"It's very British-fashion-in-the-'70s," hairstylist Luigi Murenu said of the thick fringe he created for Emilio Pucci. "Those cuts are still very fashionable today." And that's no joke—have you seen the red carpet lately? Wispy bangs likes these (models here actually wore clip-ins, ideal for noncommittal types) flatter oval and heart-shaped faces, but the real trick to acing them is in the length: "The bangs have to be short in the middle and longer at the temples—they need to be long," Murenu said.
Diane von Furstenberg
We can say we're sick of big Kardashian curls all we want, but who are we kidding? These loose, bouncy waves are insanely glamorous—and even better, they're not out of reach. Hairstylist Orlando Pita started with dry hair and brushed it straight, then twisted sections around a one-and-a-half-inch curling iron. To set the shape, he tucked the curls into rolls and pinned them down. He spritzed the entire head with hair spray and, after a few minutes, unpinned the curls and brushed them to loosen things up.
These aren't basic beachy waves: Tons of mousse boosts texture, while a pretty half-up braid with an elaborate twist makes this look fairy tale-worthy. "We used a lot of mousse because we wanted hold and didn't want the waves to be perfect," said hairstylist Odile Gilbert. She drenched hair with John Frieda Frizz-Ease Curl Reviver Styling Mousse and blew it dry, then wrapped pieces around a two-inch curling iron, leaving the ends straight. Gilbert broke up the waves with her fingers before braiding sections on both sides of the face toward the back. When she reached the back of the head, she joined the braids with an elastic, twirled a piece into a rosette shape, and finished braiding the rest of the ponytail.
Low-maintenance doesn't mean sloppy, and this sleek ponytail is proof. After blowing hair straight, hairstylist Anthony Turner parted it deep to the side in a pristine line and brushed it into a low ponytail, securing it at the nape of the neck. He ran over flyaways with hair wax ("The front is immaculate—there's not a hair out of place," he said), and gave the ponytail a slight bend by wrapping it around a one-and-a-half-inch curling iron. "There's a confidence in the hair," Turner said. "She means business."
Rag & Bone
Another low, side-parted style, you say? Not quite: This version has a much softer silhouette, thanks to some gentle draping and a cool croissant-shaped chignon. Hairstylist Guido roughly blow-dried hair using his fingers and Redken Guts 10 Root Targeted Volume Spray Foam, parted hair very low on one side—about three inches from the ear—and misted Redken Powder Refresh 01 Aerosol Hair Powder/Dry Shampoo all over to boost texture. As Guido gathered the hair into a low ponytail, he swept the section in front loosely across the forehead. He teased the ponytail with a comb, then rolled it into a chignon, leaving the ends hanging to the side. "It should look like you've done it with your hands," he said.
Cool and polished, without the squeaky-clean cheerleader feel—that was Pita's goal at Michael Kors. "It's athletic," he said, "but the way we're doing it is really sleek and perfect and shiny. It has a chic edge to it." He prepped models' hair with volumizing spray and blew it dry with a round brush, pulling it straight back to eliminate the part. He brushed hair into a ponytail in the middle of the back of the head, in "a kind of '90s, minimal way," then wrapped a section of the ponytail around a two-inch curling iron and tied a piece of latex tape (the kind you find at a sex shop) around the base.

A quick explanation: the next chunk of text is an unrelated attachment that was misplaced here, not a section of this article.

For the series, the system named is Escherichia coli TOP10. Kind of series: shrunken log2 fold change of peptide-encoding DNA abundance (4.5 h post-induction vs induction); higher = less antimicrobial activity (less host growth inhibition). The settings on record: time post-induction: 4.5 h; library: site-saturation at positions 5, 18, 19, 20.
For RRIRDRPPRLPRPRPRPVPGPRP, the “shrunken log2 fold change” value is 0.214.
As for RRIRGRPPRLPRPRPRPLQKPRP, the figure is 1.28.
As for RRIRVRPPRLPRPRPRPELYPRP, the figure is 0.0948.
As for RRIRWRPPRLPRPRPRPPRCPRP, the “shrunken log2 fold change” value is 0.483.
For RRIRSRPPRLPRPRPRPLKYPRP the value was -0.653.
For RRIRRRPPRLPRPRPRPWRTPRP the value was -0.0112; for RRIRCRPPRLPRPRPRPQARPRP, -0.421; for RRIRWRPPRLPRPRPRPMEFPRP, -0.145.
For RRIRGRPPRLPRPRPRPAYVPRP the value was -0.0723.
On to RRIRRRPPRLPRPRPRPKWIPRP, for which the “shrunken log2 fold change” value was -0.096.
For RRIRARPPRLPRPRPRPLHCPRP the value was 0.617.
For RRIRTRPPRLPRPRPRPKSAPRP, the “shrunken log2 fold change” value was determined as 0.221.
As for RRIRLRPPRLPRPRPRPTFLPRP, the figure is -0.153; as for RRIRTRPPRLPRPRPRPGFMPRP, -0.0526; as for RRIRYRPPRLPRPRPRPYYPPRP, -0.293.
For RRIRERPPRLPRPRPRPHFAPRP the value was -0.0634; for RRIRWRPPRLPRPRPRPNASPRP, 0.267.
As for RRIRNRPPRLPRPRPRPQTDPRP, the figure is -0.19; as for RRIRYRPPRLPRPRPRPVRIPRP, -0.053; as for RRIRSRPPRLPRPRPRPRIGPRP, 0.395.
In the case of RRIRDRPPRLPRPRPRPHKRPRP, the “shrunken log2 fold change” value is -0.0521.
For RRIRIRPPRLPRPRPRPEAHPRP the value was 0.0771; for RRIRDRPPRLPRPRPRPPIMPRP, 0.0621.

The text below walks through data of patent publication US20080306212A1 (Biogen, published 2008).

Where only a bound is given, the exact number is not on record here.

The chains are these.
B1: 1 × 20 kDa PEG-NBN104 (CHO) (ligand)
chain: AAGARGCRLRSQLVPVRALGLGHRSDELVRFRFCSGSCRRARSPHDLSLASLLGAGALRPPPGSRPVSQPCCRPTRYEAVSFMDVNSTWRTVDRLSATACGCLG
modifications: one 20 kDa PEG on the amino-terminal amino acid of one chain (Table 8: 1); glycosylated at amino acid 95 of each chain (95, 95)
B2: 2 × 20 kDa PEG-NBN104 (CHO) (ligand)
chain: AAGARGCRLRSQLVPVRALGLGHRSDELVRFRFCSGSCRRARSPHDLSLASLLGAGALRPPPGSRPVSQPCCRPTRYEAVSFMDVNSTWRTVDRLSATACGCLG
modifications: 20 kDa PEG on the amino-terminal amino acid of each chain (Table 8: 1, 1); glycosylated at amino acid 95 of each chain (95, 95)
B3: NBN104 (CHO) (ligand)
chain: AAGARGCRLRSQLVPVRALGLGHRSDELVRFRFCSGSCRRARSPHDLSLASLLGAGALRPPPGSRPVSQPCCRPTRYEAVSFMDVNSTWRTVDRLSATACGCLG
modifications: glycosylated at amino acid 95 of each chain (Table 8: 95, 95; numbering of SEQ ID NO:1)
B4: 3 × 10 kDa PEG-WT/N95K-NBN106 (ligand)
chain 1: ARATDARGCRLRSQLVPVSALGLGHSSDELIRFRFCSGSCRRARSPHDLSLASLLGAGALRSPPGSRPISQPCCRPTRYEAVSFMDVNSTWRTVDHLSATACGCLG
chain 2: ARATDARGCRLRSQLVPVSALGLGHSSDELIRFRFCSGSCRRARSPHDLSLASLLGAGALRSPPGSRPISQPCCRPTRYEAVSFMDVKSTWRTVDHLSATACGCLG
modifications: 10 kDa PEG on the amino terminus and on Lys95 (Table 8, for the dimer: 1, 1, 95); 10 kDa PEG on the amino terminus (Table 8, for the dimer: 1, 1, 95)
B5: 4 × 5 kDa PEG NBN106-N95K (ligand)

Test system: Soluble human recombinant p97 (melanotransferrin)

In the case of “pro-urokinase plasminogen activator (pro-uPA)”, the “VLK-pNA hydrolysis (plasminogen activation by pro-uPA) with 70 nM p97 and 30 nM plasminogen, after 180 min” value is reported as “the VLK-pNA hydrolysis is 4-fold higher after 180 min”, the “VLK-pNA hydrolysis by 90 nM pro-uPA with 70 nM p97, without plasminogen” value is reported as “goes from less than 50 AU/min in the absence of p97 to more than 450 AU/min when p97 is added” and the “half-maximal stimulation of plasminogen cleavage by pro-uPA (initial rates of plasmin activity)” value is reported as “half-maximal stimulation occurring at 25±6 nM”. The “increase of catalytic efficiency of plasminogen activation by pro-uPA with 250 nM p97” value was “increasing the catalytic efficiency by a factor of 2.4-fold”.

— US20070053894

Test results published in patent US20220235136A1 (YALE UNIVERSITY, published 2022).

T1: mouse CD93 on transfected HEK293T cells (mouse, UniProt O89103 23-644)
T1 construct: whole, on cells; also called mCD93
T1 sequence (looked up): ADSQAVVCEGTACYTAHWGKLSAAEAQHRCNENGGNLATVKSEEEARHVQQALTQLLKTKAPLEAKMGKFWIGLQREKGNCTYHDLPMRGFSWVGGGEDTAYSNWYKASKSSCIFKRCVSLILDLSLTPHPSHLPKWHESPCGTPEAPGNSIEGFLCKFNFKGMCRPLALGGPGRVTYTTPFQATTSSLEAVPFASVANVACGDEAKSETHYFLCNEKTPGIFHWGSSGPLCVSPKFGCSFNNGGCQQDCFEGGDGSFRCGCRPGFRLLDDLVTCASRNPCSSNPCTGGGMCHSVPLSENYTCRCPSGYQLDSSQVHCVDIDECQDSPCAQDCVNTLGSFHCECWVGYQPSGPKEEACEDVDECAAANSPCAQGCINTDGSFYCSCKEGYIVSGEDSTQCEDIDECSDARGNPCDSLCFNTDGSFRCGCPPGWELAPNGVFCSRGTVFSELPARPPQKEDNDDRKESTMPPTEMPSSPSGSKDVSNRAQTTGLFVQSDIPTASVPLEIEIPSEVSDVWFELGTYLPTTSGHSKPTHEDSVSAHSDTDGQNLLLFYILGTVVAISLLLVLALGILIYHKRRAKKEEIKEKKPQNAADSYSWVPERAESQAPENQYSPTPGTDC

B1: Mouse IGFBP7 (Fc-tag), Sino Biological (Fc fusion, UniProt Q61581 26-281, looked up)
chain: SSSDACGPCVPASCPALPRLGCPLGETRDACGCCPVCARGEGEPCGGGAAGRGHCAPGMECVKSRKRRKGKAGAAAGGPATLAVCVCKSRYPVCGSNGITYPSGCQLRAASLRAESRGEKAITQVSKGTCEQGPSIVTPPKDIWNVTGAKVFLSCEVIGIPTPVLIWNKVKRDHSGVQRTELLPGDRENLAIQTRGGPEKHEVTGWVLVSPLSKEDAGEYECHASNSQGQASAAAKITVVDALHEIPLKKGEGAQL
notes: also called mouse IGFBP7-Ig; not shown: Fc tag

Even if you've tried every ponytail known to woman, this retro-inspired style is probably new to you. "We pulled a picture reference of Catherine Deneuve in the '60s," hairstylist Garren said. "The way she pulled her hair up to the top of her head in a ponytail and it would just flip at the bottom—we decided to take it a step further." After pulling hair into a ponytail, Garren pumped up the volume (think lots of teasing) and pinned the ends under at the nape of the neck.
We love a good fishtail, but sometimes, basic is better. And this braid—with its straight center part—looks like it jumped right out of a Dutch painting. That was Guido's intention: "It's pure and innocent, but with a lot of style," he said. He prepped hair with Redken Satinwear 02 Prepping Blow-Dry Lotion and blew it out straight, parting it right down the middle. He then combed it flat against the nape and began braiding over the models' left shoulder. He smoothed flyaways with a spritz of hair spray and wrapped a leather headband about a half-inch past the hairline, covering the edges of the ears. "It's a very clear vision of youngish beauty," he said.
There's in-your-face sexy—and there's this voluminous, retro bun. "There's that ease of beauty, and it's very sexy in a conservative way," Guido said. He started by blow-drying hair with volumizing mousse, spritzing Redken Quick Tease 15 Backcombing Finishing Spray over the crown and teasing the entire back of the head. He added a one-inch part in the middle and gathered hair into a soft but flat chignon in the back. The finishing touch? A bit of Redken Shine Flash 02 Glistening Mist for shine. "It has a movie-star quality from yesteryear," Guido said.
"It's a little bit boyish, a little bit rock and roll," Guido said. It's also totally wearable, no matter the occasion. Guido blew hair dry with a round brush and pulled the front section upward. He made a side part, combed that front section back to imitate a man's comb-over, and hair sprayed the look in place. "The comb marks give you the toughness, but it's still glamorous, still sexy," he said.
Beachy waves, topknots, and head scarves are out-and these ten hairstyles are in. We rounded up this fall's must-try looks, inspired by styles seen at Diane von Furstenberg, Anna Sui, Michael Kors, and more.